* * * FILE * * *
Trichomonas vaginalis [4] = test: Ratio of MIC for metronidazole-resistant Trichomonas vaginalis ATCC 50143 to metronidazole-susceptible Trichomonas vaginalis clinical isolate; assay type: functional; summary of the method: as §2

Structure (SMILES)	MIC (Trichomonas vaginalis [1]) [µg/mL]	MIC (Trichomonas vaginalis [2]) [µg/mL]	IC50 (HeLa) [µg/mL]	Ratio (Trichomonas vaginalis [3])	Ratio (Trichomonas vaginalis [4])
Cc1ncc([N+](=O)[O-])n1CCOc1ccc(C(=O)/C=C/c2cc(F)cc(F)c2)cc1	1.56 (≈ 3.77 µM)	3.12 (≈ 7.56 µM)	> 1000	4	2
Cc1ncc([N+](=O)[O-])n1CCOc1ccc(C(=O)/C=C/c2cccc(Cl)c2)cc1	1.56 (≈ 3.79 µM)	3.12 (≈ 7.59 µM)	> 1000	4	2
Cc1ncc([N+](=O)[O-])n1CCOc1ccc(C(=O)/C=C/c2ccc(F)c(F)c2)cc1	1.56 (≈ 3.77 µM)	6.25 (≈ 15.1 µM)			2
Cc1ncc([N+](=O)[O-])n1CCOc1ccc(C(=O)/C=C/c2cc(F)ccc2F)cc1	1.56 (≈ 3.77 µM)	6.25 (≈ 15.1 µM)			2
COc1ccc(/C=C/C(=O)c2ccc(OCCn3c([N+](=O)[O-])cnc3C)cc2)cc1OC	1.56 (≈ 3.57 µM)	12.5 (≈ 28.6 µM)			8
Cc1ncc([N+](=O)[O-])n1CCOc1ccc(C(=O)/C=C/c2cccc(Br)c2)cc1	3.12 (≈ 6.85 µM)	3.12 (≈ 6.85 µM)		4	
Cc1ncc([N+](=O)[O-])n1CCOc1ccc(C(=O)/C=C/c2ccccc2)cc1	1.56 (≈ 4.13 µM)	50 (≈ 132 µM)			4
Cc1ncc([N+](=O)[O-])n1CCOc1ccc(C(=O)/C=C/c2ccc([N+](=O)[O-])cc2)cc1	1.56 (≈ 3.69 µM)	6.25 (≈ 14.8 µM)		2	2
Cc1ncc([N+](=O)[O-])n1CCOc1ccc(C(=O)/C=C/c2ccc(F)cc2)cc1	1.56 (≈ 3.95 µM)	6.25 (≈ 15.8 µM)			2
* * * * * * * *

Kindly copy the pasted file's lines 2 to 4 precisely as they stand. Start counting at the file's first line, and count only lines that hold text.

Structure (SMILES)	MIC (Trichomonas vaginalis [1]) [µg/mL]	MIC (Trichomonas vaginalis [2]) [µg/mL]	IC50 (HeLa) [µg/mL]	Ratio (Trichomonas vaginalis [3])	Ratio (Trichomonas vaginalis [4])
Cc1ncc([N+](=O)[O-])n1CCOc1ccc(C(=O)/C=C/c2cc(F)cc(F)c2)cc1	1.56 (≈ 3.77 µM)	3.12 (≈ 7.56 µM)	> 1000	4	2
Cc1ncc([N+](=O)[O-])n1CCOc1ccc(C(=O)/C=C/c2cccc(Cl)c2)cc1	1.56 (≈ 3.79 µM)	3.12 (≈ 7.59 µM)	> 1000	4	2